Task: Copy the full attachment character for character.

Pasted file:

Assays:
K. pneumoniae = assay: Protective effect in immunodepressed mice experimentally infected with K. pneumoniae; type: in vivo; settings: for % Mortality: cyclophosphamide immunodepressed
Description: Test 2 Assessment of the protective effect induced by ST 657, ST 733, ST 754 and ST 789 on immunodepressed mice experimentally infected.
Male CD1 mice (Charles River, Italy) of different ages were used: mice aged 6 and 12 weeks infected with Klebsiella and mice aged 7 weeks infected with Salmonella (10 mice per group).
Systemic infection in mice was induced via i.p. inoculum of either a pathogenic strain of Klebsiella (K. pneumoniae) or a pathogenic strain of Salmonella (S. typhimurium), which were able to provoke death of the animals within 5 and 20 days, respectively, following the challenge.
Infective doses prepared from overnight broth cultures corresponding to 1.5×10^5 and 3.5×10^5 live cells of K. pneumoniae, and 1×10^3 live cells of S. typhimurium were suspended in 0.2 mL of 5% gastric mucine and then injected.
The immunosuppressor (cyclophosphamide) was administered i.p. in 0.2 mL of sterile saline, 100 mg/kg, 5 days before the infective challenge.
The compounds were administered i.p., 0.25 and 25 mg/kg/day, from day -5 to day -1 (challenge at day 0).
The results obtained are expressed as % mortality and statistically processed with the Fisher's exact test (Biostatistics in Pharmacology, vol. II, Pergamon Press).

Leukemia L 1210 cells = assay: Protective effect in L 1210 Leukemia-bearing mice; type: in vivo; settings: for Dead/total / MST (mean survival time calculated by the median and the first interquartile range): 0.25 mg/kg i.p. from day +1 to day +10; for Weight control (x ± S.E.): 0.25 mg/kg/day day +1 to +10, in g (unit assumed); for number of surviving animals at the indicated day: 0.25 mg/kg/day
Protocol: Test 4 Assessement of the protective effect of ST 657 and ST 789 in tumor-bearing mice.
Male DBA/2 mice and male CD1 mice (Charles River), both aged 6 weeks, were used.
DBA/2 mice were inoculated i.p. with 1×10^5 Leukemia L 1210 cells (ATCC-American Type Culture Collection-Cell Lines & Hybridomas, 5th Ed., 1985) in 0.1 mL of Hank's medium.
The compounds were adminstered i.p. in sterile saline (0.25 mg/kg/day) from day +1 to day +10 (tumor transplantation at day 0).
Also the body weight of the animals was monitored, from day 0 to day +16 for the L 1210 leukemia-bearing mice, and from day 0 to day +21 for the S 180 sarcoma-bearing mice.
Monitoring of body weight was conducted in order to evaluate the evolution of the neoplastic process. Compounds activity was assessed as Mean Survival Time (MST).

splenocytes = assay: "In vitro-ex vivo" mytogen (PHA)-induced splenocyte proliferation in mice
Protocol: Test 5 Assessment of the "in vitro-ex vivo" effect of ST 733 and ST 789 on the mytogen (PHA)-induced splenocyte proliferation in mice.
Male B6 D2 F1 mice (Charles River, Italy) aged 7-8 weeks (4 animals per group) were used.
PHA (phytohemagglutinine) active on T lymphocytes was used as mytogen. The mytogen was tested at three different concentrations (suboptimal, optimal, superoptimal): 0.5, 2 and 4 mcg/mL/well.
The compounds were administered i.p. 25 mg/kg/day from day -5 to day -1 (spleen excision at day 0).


Assays:
K. pneumoniae = assay: Protective effect in immunodepressed mice experimentally infected with K. pneumoniae; type: in vivo; settings: for % Mortality: cyclophosphamide immunodepressed
Description: Test 2 Assessment of the protective effect induced by ST 657, ST 733, ST 754 and ST 789 on immunodepressed mice experimentally infected.
Male CD1 mice (Charles River, Italy) of different ages were used: mice aged 6 and 12 weeks infected with Klebsiella and mice aged 7 weeks infected with Salmonella (10 mice per group).
Systemic infection in mice was induced via i.p. inoculum of either a pathogenic strain of Klebsiella (K. pneumoniae) or a pathogenic strain of Salmonella (S. typhimurium), which were able to provoke death of the animals within 5 and 20 days, respectively, following the challenge.
Infective doses prepared from overnight broth cultures corresponding to 1.5×10^5 and 3.5×10^5 live cells of K. pneumoniae, and 1×10^3 live cells of S. typhimurium were suspended in 0.2 mL of 5% gastric mucine and then injected.
The immunosuppressor (cyclophosphamide) was administered i.p. in 0.2 mL of sterile saline, 100 mg/kg, 5 days before the infective challenge.
The compounds were administered i.p., 0.25 and 25 mg/kg/day, from day -5 to day -1 (challenge at day 0).
The results obtained are expressed as % mortality and statistically processed with the Fisher's exact test (Biostatistics in Pharmacology, vol. II, Pergamon Press).

Leukemia L 1210 cells = assay: Protective effect in L 1210 Leukemia-bearing mice; type: in vivo; settings: for Dead/total / MST (mean survival time calculated by the median and the first interquartile range): 0.25 mg/kg i.p. from day +1 to day +10; for Weight control (x ± S.E.): 0.25 mg/kg/day day +1 to +10, in g (unit assumed); for number of surviving animals at the indicated day: 0.25 mg/kg/day
Protocol: Test 4 Assessement of the protective effect of ST 657 and ST 789 in tumor-bearing mice.
Male DBA/2 mice and male CD1 mice (Charles River), both aged 6 weeks, were used.
DBA/2 mice were inoculated i.p. with 1×10^5 Leukemia L 1210 cells (ATCC-American Type Culture Collection-Cell Lines & Hybridomas, 5th Ed., 1985) in 0.1 mL of Hank's medium.
The compounds were adminstered i.p. in sterile saline (0.25 mg/kg/day) from day +1 to day +10 (tumor transplantation at day 0).
Also the body weight of the animals was monitored, from day 0 to day +16 for the L 1210 leukemia-bearing mice, and from day 0 to day +21 for the S 180 sarcoma-bearing mice.
Monitoring of body weight was conducted in order to evaluate the evolution of the neoplastic process. Compounds activity was assessed as Mean Survival Time (MST).

splenocytes = assay: "In vitro-ex vivo" mytogen (PHA)-induced splenocyte proliferation in mice
Protocol: Test 5 Assessment of the "in vitro-ex vivo" effect of ST 733 and ST 789 on the mytogen (PHA)-induced splenocyte proliferation in mice.
Male B6 D2 F1 mice (Charles River, Italy) aged 7-8 weeks (4 animals per group) were used.
PHA (phytohemagglutinine) active on T lymphocytes was used as mytogen. The mytogen was tested at three different concentrations (suboptimal, optimal, superoptimal): 0.5, 2 and 4 mcg/mL/well.
The compounds were administered i.p. 25 mg/kg/day from day -5 to day -1 (spleen excision at day 0).